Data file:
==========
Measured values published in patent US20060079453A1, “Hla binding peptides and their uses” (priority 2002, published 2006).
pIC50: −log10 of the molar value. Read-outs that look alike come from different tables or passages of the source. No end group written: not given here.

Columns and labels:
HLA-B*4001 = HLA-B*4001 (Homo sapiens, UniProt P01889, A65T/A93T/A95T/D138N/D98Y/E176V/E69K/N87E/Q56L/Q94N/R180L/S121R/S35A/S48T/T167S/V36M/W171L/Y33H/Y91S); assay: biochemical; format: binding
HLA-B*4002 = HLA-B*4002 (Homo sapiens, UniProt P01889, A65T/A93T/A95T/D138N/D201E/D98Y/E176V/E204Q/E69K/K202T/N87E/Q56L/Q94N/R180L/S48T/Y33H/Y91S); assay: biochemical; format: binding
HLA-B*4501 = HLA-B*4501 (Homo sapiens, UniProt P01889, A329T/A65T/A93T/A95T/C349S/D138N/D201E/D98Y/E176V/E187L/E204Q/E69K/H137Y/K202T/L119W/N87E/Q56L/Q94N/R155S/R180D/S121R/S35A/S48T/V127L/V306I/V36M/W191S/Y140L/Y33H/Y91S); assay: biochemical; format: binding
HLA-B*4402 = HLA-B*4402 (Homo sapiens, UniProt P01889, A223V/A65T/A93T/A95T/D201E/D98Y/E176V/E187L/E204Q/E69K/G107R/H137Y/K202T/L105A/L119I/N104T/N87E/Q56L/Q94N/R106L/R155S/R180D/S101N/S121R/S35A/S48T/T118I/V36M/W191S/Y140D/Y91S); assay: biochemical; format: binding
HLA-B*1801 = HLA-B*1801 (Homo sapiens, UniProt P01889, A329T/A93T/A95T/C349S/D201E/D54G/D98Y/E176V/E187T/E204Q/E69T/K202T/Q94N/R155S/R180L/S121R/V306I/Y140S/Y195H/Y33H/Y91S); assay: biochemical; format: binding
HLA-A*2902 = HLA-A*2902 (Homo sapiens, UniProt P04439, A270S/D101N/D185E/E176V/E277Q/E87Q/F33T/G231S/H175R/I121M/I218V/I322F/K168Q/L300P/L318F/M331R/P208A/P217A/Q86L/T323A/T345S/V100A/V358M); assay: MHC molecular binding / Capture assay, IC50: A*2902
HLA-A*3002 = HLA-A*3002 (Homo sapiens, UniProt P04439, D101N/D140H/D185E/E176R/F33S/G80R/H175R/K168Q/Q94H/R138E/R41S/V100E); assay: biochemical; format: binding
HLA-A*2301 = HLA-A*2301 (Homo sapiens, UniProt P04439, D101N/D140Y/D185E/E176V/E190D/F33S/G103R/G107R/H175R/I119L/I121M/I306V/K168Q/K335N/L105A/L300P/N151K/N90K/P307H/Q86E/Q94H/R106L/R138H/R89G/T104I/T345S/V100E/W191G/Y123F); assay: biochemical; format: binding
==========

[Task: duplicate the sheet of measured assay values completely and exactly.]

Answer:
Measured values published in patent US20060079453A1, “Hla binding peptides and their uses” (priority 2002, published 2006).
pIC50: −log10 of the molar value. Read-outs that look alike come from different tables or passages of the source. No end group written: not given here.

Columns and labels:
HLA-B*4001 = HLA-B*4001 (Homo sapiens, UniProt P01889, A65T/A93T/A95T/D138N/D98Y/E176V/E69K/N87E/Q56L/Q94N/R180L/S121R/S35A/S48T/T167S/V36M/W171L/Y33H/Y91S); assay: biochemical; format: binding
HLA-B*4002 = HLA-B*4002 (Homo sapiens, UniProt P01889, A65T/A93T/A95T/D138N/D201E/D98Y/E176V/E204Q/E69K/K202T/N87E/Q56L/Q94N/R180L/S48T/Y33H/Y91S); assay: biochemical; format: binding
HLA-B*4501 = HLA-B*4501 (Homo sapiens, UniProt P01889, A329T/A65T/A93T/A95T/C349S/D138N/D201E/D98Y/E176V/E187L/E204Q/E69K/H137Y/K202T/L119W/N87E/Q56L/Q94N/R155S/R180D/S121R/S35A/S48T/V127L/V306I/V36M/W191S/Y140L/Y33H/Y91S); assay: biochemical; format: binding
HLA-B*4402 = HLA-B*4402 (Homo sapiens, UniProt P01889, A223V/A65T/A93T/A95T/D201E/D98Y/E176V/E187L/E204Q/E69K/G107R/H137Y/K202T/L105A/L119I/N104T/N87E/Q56L/Q94N/R106L/R155S/R180D/S101N/S121R/S35A/S48T/T118I/V36M/W191S/Y140D/Y91S); assay: biochemical; format: binding
HLA-B*1801 = HLA-B*1801 (Homo sapiens, UniProt P01889, A329T/A93T/A95T/C349S/D201E/D54G/D98Y/E176V/E187T/E204Q/E69T/K202T/Q94N/R155S/R180L/S121R/V306I/Y140S/Y195H/Y33H/Y91S); assay: biochemical; format: binding
HLA-A*2902 = HLA-A*2902 (Homo sapiens, UniProt P04439, A270S/D101N/D185E/E176V/E277Q/E87Q/F33T/G231S/H175R/I121M/I218V/I322F/K168Q/L300P/L318F/M331R/P208A/P217A/Q86L/T323A/T345S/V100A/V358M); assay: MHC molecular binding / Capture assay, IC50: A*2902
HLA-A*3002 = HLA-A*3002 (Homo sapiens, UniProt P04439, D101N/D140H/D185E/E176R/F33S/G80R/H175R/K168Q/Q94H/R138E/R41S/V100E); assay: biochemical; format: binding
HLA-A*2301 = HLA-A*2301 (Homo sapiens, UniProt P04439, D101N/D140Y/D185E/E176V/E190D/F33S/G103R/G107R/H175R/I119L/I121M/I306V/K168Q/K335N/L105A/L300P/N151K/N90K/P307H/Q86E/Q94H/R106L/R138H/R89G/T104I/T345S/V100E/W191G/Y123F); assay: biochemical; format: binding